Tell me more about this lucious black bread, please!

                  1. re: Diana

                    It's dark rye bread, it's sold in this completely random market (Blackjack, on Sherman Way and Bellaire, NE corner, down from Quiznos)... I don't know who makes it or if it's baked in-house (unlikely) but it is the quintessential "chorny khleb" of the Eastern European homes of my youth. Soft, chewy inside, a crust that you have to work at a bit with lots of not-quite-burnt flavour, and dense enough to stand up to the depredations of a smeared pat of butter.

                    It's usually in the racks toward the east side of the store, but sometimes it's already bagged up outside the racks. When you get to the front to pay just tell them what it is ("etta chorny khleb").

                    With a little braunschweiger... YUM.

                      1. re: Das Ubergeek

                        Interesting, I have never seen black bread here in the states quite like what you get back home. I think the biggest difference is the moisture level - the black bread here is simply not nearly as moist as what's prepared in russia and eastern europe. I think back there it is cooked less or something, don't know much about bread making.

                        Dry bread is a problem for like 99% of bread i see sold anywhere in LA by the way. Seems like everyone likes their "rustic" loaves. Most of the stuff from La Brea bakery for example is completely inedible for me because of this.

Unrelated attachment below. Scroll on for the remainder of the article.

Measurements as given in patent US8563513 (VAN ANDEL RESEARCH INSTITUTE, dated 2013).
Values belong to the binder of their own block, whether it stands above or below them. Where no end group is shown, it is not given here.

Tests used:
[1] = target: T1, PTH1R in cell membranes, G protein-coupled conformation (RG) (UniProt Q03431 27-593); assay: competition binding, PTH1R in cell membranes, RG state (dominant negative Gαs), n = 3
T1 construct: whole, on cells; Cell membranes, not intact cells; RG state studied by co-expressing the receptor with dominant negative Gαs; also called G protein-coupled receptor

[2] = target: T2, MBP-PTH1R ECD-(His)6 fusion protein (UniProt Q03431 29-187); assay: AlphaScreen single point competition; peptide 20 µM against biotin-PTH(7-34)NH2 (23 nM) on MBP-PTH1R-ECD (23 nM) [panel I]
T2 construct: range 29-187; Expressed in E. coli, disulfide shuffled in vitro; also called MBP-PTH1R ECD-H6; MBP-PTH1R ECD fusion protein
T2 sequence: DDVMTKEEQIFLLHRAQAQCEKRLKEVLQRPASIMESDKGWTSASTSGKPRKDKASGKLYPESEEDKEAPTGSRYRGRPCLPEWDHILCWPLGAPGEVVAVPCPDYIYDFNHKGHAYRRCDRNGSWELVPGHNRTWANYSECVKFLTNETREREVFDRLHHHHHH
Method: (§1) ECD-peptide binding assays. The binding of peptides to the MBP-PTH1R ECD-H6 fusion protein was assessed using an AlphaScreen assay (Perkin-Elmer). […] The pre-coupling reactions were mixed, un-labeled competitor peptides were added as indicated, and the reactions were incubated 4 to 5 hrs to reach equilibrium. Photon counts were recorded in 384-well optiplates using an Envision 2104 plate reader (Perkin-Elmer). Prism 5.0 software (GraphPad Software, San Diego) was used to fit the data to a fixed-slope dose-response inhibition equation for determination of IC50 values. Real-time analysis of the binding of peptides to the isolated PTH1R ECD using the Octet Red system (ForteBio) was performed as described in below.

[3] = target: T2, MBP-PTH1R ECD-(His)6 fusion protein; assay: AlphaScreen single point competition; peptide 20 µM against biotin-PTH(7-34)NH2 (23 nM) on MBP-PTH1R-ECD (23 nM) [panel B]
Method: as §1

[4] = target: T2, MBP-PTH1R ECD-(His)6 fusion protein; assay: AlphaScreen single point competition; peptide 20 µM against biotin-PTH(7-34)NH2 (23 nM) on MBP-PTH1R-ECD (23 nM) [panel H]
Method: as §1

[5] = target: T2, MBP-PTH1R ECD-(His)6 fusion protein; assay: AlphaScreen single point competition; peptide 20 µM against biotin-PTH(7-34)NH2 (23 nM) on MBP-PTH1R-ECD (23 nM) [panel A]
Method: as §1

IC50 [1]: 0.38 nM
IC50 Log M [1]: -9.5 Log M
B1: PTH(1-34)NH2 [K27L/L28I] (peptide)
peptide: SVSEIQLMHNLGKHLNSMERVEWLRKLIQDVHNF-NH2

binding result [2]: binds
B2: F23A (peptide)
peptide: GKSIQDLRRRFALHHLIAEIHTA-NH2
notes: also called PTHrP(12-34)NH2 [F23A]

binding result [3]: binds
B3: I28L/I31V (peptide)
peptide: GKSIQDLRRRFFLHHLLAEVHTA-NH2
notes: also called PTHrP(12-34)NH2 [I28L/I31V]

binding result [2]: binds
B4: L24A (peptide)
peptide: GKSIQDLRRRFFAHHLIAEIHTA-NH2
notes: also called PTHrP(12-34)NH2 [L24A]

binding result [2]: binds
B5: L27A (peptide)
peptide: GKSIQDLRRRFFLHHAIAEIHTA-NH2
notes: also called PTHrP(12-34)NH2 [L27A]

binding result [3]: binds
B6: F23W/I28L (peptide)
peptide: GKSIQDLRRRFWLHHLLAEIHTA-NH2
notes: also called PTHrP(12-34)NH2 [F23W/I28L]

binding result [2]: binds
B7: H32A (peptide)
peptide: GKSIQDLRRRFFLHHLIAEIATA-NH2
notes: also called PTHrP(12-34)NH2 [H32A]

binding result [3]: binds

1. re: Das Ubergeek

                      Wow. I thought I was the only one who knew about how good Cafe Elait is. It's right by Susina, right? They have great bagels too, if that's the one I'm thinking about.

                      1. re: Frank_Santa_Monica

                        Sort of, yes... Susina is on Beverly and La Brea, and Eilat is on Fairfax and Beverly (and on Pico and Rexford, and on Burbank and Whitsett).

                    2. i find myself driving to la maison du pain.
                      pico blvd near hauser

                      1. Cream Pan in Tustin has great bread and pastries

                        1. The best crusty sandwich roll in town is at Bay Cities Deli in Santa Monica. They are called "felices" on the printout label. Only 40 cents for a huge long one, less for smaller. Note that they do not last long -- if you bring them home it helps to warm briefly in the oven before slicing, otherwise you risk severe injury from a sharp knife bouncing off the resistant hard crust. A truly unique superior product -- avoid going during the lunch rush between 11:15 and 1:00 on weekdays (closed Mon) or parking can be a long and difficult wait.

                          1. 3 Square Bakery

                            Boule is a good option.

                            La Maison du Pain on Pico

                            Celestino's

                            French Market Cafe on Abbot Kinney

                            3 Replies
                            1. re: Emme

                              Not exactly a bread, but the best croissant I've had in SoCal is from Amandine, on the north side of Wilshire a block and a half west of Bundy. Consistent, buttery, properly layered and crisp and excellent, and only $1.50.

                              1. re: Emme

                                I'll second Boule. Went there the other day. Plain and Almond Croissants! Pain du Lait! Chocolate Brioche! Cranberry-Orange Rolls! Hallelujah!

                                1. re: Steve2 in LA

                                  I'll join right in for Boule. I am addicted to Hide's (Main bread guy from Japan) hand made crusty baguettes, flaky croissants and his amazing guyere bread. This has to be the best bread shop in L.A. Their caramel is also amazing and Oprah has on her O list as the best caramel ever.